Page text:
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Fabio Casartelli

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Discipline  Road cycling
Weight  72 kg
Height  1.86 m

Role  cyclist
Name  Fabio Casartelli
Children  Marco Casartelli
Biking Fabio Casartelli with his fierce look and wearing a bike jersey

Born  16 August 1970Como, Italy (1970-08-16)
Died  July 18, 1995, Col de Portet d'Aspet, France
Parents  Rosa Casartelli, Sergio Casartelli
Olympic medals  Cycling at the 1992 Summer Olympics – Men's Individual road race
Similar  Andrey Kivilev , Wouter Weylandt , Erik Dekker

Incycle riders fabio casartelli tribute


Fabio Casartelli (16 August 1970 – 18 July 1995) was an Italian cyclist and an Olympic gold medalist who died in a crash on the descent of the Col de Portet d'Aspet, France, during the 15th stage of the 1995 Tour de France.

Contents

Fabio Casartelli riding a bicycle

He was born in Como, Italy.

Bikers fell down at the 1995 Tour de France

1995 Tour de France: Stage 15 Casartelli's Fatal Crash - ESPN and ABC


Amateur career

Fabio Casartelli wearing a bike jersey and holding a tumbler

Fabio Casartelli showed great promise as an amateur. He had many important wins and placings between 1990 and 1992, climaxing in winning a gold medal in the 1992 Summer Olympics road race. He finished the 194 km race in 4:35:21, a second ahead of Erik Dekker of the Netherlands and 3 ahead of Dainis Ozols of Latvia.

Professional career

Casartelli began his professional career in 1993 with the Ariostea team. He won a stage in the Settimana Bergamasca race, came second in a stage of the Tour de Suisse and finished the Giro d'Italia. In 1994 he moved to ZG-Mobili. For his third professional year, he moved to Team Motorola. He placed sixth in the Spanish Clásica de Almería and third in the second stage of the Spanish Tour of Murcia. Casartelli was selected to represent his team for the 1995 Tour de France along with Alvaro Mejia, Frankie Andreu, Lance Armstrong, Steve Bauer, Kaspars Ozers, Andrea Peron, Steve Swart and Sean Yates.

Death

On 18 July, during the fifteenth stage of the 1995 Tour de France, Casartelli and a few other riders crashed on the descent of the Col de Portet d'Aspet in the Pyrenees. Casartelli's head struck the concrete blocks along the roadway, causing severe head injuries and loss of consciousness. Doctors arrived within ten seconds. While being flown to a local hospital by helicopter, Casartelli stopped breathing and after numerous resuscitation attempts he was declared dead. It has been argued that Casartelli would have survived if he had been wearing a bicycle helmet. Gerard Porte, the Tour's senior doctor, claimed that protection was academic since the fatal blow was to an area of Casartelli's head that would not have been covered by a helmet. However Michel Disteldorf, the French doctor who examined Casartelli's body on behalf of the coroner in Tarbes, where the rider was flown by helicopter after he crashed, told the Sunday Times that the point of impact was on the top of the skull, and that had Casartelli been wearing a hard helmet "some injuries could have been avoided".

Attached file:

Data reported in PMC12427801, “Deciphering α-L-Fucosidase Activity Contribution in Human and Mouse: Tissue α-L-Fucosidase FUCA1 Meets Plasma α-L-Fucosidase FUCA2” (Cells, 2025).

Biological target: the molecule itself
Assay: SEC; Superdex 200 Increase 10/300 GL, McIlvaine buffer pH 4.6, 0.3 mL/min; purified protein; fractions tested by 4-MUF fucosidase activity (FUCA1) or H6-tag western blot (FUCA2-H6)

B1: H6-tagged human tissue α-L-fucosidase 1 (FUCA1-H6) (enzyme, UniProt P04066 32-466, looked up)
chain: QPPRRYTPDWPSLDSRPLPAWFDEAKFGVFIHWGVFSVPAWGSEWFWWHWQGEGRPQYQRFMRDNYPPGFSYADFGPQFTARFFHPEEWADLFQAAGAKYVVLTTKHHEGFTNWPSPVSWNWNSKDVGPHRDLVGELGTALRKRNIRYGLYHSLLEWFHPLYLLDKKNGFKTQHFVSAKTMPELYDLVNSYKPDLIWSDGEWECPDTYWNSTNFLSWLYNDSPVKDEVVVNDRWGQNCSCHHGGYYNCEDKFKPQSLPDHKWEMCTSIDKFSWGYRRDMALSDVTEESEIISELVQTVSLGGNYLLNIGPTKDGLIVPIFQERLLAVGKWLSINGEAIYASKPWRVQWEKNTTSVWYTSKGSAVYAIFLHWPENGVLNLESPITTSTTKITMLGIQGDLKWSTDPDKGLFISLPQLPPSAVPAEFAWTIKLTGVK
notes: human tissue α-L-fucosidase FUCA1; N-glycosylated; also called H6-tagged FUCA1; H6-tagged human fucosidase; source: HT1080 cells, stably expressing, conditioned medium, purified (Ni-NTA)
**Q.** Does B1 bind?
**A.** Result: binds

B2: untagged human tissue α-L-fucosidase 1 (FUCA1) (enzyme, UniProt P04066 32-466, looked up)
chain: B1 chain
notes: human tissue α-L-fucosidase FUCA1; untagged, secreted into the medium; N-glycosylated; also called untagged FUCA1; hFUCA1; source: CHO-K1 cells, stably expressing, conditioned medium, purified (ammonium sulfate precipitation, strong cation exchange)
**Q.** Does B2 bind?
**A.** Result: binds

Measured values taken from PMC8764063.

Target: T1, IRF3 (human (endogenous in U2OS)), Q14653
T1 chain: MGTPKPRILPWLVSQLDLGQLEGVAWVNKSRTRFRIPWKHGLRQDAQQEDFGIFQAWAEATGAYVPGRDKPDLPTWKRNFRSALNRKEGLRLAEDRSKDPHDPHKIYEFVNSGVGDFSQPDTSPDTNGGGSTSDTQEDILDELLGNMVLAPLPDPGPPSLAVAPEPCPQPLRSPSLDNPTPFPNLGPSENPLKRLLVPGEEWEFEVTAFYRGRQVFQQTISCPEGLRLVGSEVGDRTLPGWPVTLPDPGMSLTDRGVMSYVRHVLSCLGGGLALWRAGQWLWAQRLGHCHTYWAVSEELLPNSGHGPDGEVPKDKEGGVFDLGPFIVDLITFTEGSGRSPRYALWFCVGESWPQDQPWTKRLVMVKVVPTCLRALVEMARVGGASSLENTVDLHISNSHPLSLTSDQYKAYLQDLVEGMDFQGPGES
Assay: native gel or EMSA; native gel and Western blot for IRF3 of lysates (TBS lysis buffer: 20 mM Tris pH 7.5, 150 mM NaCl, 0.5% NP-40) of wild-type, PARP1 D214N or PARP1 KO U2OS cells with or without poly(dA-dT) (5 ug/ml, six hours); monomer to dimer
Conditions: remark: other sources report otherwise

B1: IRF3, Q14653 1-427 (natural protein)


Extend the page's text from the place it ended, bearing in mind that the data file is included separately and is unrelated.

His Motorola team continued the Tour de France, crossing the finish line of the next stage first, side by side in Pau. The peloton followed behind, riding slowly. The Société du Tour de France awarded the stage prizes as normal, and the riders donated all the money won that day to a fund established for his family. The Tour later matched that amount, and thousands of individuals contributed to the fund.

Three days after the accident Fabio Casartelli's teammate Lance Armstrong dedicated his stage finish to Casartelli by pointing at the sky as he rode over the finish line.

The monument to Fabio Casartelli on the Col de Portet d'Aspet

The Société du Tour de France and the Motorola team placed a memorial near where he crashed, situated at co-ordinates 42°56′59.89″N 0°49′7.74″E (42.940, 0.819). The memorial is a sundial arranged such that the sun's shadow highlights three dates — his birth and death and 2 August, the day he won his Olympic gold medal. The bicycle he was riding at the time of his fatal crash was placed in the chapel at the Madonna del Ghisallo, a church and museum to cyclists near his home.

In 1997, the young rider classification in the Tour de France was renamed "Souvenir Fabio Casartelli" in his honour.

References

Fabio Casartelli Wikipedia